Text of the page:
Source: Based on ABS Labour Force Survey, annual average 2016, Cat. No. 6291.0.55.003: Customised Report. Share of workers across Australian States and Territories, in this job compared to the all jobs average.
StateHousekeepersAll Jobs Average
NSW24.231.8
VIC20.625.5
QLD26.219.8
SA6.76.8
WA13.311.2
TAS4.92.0
NT2.11.1
ACT2.11.8

Age Profile

Age Profile (% share)

Source: Based on ABS Labour Force Survey, annual average 2016, Cat. No. 6291.0.55.003: Customised Report. Age profile of workers in this job compared to the all jobs average.
Age BracketHousekeepersAll Jobs AverageAll Jobs Average
15-191.7-5.45.4
20-248.5-9.99.9
25-3425.9-23.423.4
35-4418.9-21.721.7
45-5423.1-21.121.1
55-5911.8-8.78.7
60-646.5-5.95.9
65 and Over3.6-3.83.8

Gender

Male Share

Female Share

Gender (% share)

Source: Based on ABS Labour Force Survey, annual average 2016, Cat. No. 6291.0.55.003: Customised Report. Male and female share of employment in this job compared to the all jobs average.
CategoryHousekeepersCategoryAll Jobs Average
Males10.8Males53.6
Females89.2Females46.4

Education Level

Top Education Levels

Highest Level of Education (% share)

Source: ABS, Education and Work (2016). Findings based on use of ABS TableBuilder data. Highest qualification completed by workers in this job (in any field of study). Skill level requirements can change over time, the qualifications needed by new workers might be different from the qualifications of workers already in the job.
Type of QualificationHousekeepersAll Jobs AverageAll Jobs Average
Post Graduate/Graduate Diploma or Graduate Certificate0.0-8.68.6
Bachelor degree18.6-17.917.9
Advanced Diploma/Diploma5.4-10.110.1
Certificate III/IV9.8-18.918.9
Year 1225.0-18.718.7
Years 11 & 1031.8-17.717.7
Below Year 109.5-8.18.1

A Year 10 Certificate, Certificate I, or a short period of on-the-job training is sometimes needed, but is not necessary to work in this job.
Around one in three workers have Years 11 and 10 as their highest level of education.

If you are interested in this style of work, there are a wide range of training options available that could lead to this or a similar job.
The pathway that is right for you will depend on your skills and interests.

It is a good idea to speak to industry bodies, employers, and workers to learn more about the skills and qualifications you will need.

Employers look for Housekeepers who are hardworking, reliable and have good people skills.

Knowledge

The topics, subjects, or knowledge areas workers rate as most important are shown below.

  1. Customer and Personal Service

    75% Important

    Customer and personal services. This includes understanding customer needs, providing good quality service, and measuring customer satisfaction.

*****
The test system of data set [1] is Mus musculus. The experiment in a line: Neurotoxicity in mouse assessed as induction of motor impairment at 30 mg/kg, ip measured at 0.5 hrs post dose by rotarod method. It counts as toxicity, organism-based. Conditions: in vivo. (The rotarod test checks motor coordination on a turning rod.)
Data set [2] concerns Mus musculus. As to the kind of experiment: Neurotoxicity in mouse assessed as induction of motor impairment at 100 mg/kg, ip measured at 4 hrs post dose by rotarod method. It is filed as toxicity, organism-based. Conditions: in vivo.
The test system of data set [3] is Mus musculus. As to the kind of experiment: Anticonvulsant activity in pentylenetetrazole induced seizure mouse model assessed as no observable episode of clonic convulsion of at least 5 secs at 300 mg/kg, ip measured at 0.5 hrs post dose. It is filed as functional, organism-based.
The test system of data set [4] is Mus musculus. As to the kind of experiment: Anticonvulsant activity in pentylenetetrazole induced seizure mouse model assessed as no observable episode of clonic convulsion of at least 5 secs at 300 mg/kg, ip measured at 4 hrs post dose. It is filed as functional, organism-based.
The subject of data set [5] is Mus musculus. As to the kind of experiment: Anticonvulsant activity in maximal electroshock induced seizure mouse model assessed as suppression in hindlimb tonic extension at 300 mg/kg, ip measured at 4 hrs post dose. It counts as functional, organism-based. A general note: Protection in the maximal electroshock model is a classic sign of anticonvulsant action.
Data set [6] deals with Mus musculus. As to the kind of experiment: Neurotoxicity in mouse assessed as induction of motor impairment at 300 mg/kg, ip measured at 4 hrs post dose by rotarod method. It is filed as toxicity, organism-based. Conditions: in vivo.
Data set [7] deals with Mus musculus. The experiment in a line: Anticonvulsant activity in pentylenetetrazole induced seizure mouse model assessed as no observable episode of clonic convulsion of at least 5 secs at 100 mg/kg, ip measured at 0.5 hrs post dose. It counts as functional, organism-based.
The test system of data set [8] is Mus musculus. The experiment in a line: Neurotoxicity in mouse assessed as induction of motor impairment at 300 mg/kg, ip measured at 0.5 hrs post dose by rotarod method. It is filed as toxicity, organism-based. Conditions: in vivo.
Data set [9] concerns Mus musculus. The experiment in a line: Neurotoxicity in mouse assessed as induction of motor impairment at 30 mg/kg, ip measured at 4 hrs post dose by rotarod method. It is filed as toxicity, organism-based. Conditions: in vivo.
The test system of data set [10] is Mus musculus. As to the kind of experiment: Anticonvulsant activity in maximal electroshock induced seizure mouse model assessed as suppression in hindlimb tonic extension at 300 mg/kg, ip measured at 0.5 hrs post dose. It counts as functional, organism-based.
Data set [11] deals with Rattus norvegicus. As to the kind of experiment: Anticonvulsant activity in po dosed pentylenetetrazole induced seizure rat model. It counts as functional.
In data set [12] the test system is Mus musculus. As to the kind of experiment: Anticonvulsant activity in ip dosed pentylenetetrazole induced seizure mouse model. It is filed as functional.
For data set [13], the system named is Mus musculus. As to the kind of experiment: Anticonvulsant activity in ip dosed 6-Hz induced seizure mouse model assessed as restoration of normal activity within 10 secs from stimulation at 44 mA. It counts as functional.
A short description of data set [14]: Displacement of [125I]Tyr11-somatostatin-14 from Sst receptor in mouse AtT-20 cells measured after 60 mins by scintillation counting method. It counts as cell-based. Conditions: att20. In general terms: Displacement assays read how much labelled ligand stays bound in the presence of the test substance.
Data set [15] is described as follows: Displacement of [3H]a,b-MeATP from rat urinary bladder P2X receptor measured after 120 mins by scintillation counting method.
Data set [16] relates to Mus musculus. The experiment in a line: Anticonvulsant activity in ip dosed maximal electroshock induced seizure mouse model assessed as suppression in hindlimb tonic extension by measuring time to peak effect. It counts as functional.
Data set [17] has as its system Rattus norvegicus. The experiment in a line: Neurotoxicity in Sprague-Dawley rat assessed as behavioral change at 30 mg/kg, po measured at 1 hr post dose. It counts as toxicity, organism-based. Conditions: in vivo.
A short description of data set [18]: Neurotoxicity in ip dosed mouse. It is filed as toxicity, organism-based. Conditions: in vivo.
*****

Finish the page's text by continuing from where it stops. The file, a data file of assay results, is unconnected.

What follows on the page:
2. English Language

    60% Important

    English language including the meaning and spelling of words, rules of composition, and grammar.

  3. Public Safety and Security

    57% Important

    Use of equipment, rules and ideas to protect people, data, property, and institutions.

  4. Administration and Management

    54% Important

    Planning and coordination of people and resources.

  5. Education and Training

    54% Important

    Teaching and course design.

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O*NET is a trademark of the U.S. Department of Labor, Employment and Training Administration. The information on this site is derived from the US Department of Labor O*NET Database Version 21.2

Learn about the daily activities, and physical and social demands faced by workers. Explore the values and work styles that workers rate as most important.

Activities

The work activities workers rate as most important are shown below.

  1. Performing General Physical Activities

    78% Important

    Doing things that use of your arms and legs and whole body, such as climbing, lifting, balancing, walking, stooping, and handling of materials.

  2. Getting Information

    76% Important

    Looking for, getting and understanding different kinds of information.

  3. Performing for or Working Directly with the Public

    76% Important

    Performing for, or speaking with, the public. This includes speaking on television, serving customers in restaurants and stores, and receiving clients or guests.

  4. Building Good Relationships

    75% Important

    Building and keeping constructive and cooperative working relationships with others.

  5. Handling and Moving Objects

    75% Important

    Using hands and arms in handling, installing, positioning, and moving materials, and manipulating things.

Occupational Information Network Maids and Housekeeping Cleaners Opens in a new window
O*NET is a trademark of the U.S. Department of Labor, Employment and Training Administration. The information on this site is derived from the US Department of Labor O*NET Database Version 21.2